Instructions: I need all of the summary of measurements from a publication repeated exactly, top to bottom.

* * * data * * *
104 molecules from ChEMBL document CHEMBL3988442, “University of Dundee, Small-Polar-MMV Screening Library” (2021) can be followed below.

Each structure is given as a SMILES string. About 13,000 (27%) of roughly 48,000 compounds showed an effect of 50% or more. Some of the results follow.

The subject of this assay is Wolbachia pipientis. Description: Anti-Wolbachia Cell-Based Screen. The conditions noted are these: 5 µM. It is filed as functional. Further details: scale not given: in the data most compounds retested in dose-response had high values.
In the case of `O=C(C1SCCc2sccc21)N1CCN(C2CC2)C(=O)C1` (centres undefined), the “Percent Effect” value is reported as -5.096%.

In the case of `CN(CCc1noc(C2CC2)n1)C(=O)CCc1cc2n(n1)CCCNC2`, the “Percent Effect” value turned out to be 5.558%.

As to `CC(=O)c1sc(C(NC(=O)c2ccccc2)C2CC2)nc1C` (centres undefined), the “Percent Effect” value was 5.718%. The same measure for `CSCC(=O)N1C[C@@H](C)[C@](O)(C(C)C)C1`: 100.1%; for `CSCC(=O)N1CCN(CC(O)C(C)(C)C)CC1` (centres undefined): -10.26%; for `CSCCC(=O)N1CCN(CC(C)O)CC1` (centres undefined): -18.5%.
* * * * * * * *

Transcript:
104 molecules from ChEMBL document CHEMBL3988442, “University of Dundee, Small-Polar-MMV Screening Library” (2021) can be followed below.

Each structure is given as a SMILES string. About 13,000 (27%) of roughly 48,000 compounds showed an effect of 50% or more. Some of the results follow.

The subject of this assay is Wolbachia pipientis. Description: Anti-Wolbachia Cell-Based Screen. The conditions noted are these: 5 µM. It is filed as functional. Further details: scale not given: in the data most compounds retested in dose-response had high values.
In the case of `O=C(C1SCCc2sccc21)N1CCN(C2CC2)C(=O)C1` (centres undefined), the “Percent Effect” value is reported as -5.096%.

In the case of `CN(CCc1noc(C2CC2)n1)C(=O)CCc1cc2n(n1)CCCNC2`, the “Percent Effect” value turned out to be 5.558%.

As to `CC(=O)c1sc(C(NC(=O)c2ccccc2)C2CC2)nc1C` (centres undefined), the “Percent Effect” value was 5.718%. The same measure for `CSCC(=O)N1C[C@@H](C)[C@](O)(C(C)C)C1`: 100.1%; for `CSCC(=O)N1CCN(CC(O)C(C)(C)C)CC1` (centres undefined): -10.26%; for `CSCCC(=O)N1CCN(CC(C)O)CC1` (centres undefined): -18.5%.